Ludwig von Mises

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Ludwig von Mises

A major economist and philosopher. He promoted individualism as the basis for social science. Based on this belief, he advocated laissez faire policies and opposed nearly all government interventions in the economy. He was a proponent of the gold standard in monetary policy. He had significant influence of the Austrian School. He lived from 1881 to 1973.
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Of the next generation, the most prominent members were Joseph Schumpeter, Hans Mayer, and Ludwig Mises. Schumpeter had been appointed early to a chair in Czemowitz, then in 1911 became professor in Graz, and after an interlude in politics, as the hapless Minister of Finance, in 1919, he eventually retired from teaching for a (still less successful) career in the Austrian banking business.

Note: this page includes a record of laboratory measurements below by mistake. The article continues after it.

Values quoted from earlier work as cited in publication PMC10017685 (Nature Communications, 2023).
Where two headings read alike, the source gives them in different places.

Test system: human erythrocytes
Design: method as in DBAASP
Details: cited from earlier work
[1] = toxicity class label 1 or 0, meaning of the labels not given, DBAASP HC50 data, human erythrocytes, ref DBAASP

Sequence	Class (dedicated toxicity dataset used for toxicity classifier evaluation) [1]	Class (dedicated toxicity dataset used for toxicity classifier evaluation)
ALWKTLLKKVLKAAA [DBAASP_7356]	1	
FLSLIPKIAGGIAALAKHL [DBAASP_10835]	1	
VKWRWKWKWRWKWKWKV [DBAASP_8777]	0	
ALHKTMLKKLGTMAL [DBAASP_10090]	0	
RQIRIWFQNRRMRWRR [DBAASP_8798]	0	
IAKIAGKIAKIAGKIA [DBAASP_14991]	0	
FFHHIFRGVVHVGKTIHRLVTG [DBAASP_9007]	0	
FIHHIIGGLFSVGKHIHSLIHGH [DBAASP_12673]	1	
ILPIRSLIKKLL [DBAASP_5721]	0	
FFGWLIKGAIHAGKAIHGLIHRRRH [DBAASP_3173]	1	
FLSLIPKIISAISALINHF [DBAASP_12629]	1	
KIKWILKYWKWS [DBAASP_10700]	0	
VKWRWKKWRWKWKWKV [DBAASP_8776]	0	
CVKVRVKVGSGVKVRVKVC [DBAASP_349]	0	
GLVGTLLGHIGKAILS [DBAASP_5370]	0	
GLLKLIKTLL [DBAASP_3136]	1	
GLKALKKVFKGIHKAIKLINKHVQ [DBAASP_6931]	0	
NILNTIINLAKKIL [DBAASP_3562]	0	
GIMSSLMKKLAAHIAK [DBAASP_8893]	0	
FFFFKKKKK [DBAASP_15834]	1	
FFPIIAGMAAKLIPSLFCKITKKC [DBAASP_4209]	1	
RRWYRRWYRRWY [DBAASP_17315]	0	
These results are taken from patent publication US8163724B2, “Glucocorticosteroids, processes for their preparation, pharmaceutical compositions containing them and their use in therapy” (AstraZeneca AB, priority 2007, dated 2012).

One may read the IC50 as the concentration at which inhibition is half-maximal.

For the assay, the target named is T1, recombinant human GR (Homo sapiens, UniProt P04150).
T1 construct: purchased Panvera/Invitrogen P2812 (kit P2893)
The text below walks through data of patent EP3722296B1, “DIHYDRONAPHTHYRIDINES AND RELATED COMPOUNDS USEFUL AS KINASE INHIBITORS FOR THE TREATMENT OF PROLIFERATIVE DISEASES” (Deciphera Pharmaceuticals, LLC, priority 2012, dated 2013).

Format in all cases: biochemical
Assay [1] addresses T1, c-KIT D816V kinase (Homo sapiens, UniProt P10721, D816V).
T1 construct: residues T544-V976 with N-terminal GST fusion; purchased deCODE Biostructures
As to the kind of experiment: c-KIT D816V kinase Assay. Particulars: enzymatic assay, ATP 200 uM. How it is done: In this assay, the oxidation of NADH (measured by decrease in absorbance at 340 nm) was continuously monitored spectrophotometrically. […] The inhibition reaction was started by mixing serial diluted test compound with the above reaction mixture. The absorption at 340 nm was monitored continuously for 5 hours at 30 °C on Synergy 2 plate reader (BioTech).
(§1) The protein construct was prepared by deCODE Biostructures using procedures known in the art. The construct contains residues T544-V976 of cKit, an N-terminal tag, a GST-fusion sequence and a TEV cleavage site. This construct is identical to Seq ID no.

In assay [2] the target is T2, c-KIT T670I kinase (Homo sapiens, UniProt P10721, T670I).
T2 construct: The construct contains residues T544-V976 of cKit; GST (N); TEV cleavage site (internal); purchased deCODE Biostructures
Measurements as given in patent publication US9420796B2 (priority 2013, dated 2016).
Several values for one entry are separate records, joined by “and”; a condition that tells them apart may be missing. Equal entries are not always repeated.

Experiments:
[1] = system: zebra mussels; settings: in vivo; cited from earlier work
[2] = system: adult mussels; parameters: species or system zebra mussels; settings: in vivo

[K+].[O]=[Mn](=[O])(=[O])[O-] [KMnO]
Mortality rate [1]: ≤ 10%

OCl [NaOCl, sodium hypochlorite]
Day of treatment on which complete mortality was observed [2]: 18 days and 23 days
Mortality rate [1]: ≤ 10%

The socialist calculation debate started in the 1920s and 1930s when economists Ludwig Mises and Friedrich Hayek argued that a market economy, with its extensive division of labor and corresponding division of knowledge, was too subtle and complex a process to be planned by a central bureau.
On the theoretical level, socialism of all brands has been dogged for most of this century by the critiques of Ludwig Mises and Friedrich Hayek.